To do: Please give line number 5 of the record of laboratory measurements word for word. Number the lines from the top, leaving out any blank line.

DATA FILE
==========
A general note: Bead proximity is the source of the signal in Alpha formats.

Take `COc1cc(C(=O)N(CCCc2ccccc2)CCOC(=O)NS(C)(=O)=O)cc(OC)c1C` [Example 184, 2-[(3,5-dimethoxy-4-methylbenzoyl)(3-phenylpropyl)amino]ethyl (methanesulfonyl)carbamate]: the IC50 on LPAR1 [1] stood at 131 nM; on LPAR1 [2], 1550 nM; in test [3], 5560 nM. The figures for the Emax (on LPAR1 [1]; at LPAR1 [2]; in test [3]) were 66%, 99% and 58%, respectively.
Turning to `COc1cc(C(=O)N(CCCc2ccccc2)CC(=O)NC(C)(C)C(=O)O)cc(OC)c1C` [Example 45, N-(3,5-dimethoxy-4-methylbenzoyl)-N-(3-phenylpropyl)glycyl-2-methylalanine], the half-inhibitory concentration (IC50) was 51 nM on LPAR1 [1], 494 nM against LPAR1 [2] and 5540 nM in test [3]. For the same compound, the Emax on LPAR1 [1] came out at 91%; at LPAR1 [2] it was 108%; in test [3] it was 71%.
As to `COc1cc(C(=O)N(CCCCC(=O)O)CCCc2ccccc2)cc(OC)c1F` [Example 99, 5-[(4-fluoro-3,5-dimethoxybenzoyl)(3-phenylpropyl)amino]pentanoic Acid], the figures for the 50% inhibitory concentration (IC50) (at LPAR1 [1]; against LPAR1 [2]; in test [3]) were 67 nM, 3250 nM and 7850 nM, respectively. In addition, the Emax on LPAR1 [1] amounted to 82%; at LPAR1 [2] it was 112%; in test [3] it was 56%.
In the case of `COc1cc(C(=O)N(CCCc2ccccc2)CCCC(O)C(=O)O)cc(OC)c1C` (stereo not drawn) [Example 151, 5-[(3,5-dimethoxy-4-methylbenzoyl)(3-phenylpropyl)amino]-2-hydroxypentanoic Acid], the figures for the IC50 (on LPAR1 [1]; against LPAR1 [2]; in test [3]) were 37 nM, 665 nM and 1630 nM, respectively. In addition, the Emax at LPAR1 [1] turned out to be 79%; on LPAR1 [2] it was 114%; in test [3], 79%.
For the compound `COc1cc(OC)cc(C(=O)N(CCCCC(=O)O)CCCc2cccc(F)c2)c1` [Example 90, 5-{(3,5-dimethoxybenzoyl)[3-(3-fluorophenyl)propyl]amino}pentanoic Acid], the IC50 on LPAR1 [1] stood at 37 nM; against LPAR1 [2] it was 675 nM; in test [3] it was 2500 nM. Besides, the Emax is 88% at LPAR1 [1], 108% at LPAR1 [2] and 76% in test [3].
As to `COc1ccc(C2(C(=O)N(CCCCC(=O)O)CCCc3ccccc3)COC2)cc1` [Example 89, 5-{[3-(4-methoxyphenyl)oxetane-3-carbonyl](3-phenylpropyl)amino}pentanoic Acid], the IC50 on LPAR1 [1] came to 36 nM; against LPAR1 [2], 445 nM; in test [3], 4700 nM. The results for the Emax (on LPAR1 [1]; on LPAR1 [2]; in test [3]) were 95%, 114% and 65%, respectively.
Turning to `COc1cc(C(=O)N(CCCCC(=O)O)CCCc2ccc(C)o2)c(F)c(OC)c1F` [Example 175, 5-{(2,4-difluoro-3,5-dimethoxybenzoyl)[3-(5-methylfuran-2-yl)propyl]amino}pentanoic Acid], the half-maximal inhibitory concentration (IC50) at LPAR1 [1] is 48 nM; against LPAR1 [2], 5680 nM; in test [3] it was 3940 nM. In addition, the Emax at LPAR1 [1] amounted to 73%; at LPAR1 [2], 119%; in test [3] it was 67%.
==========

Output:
In the case of `COc1cc(C(=O)N(CCCc2ccccc2)CCCC(O)C(=O)O)cc(OC)c1C` (stereo not drawn) [Example 151, 5-[(3,5-dimethoxy-4-methylbenzoyl)(3-phenylpropyl)amino]-2-hydroxypentanoic Acid], the figures for the IC50 (on LPAR1 [1]; against LPAR1 [2]; in test [3]) were 37 nM, 665 nM and 1630 nM, respectively. In addition, the Emax at LPAR1 [1] turned out to be 79%; on LPAR1 [2] it was 114%; in test [3], 79%.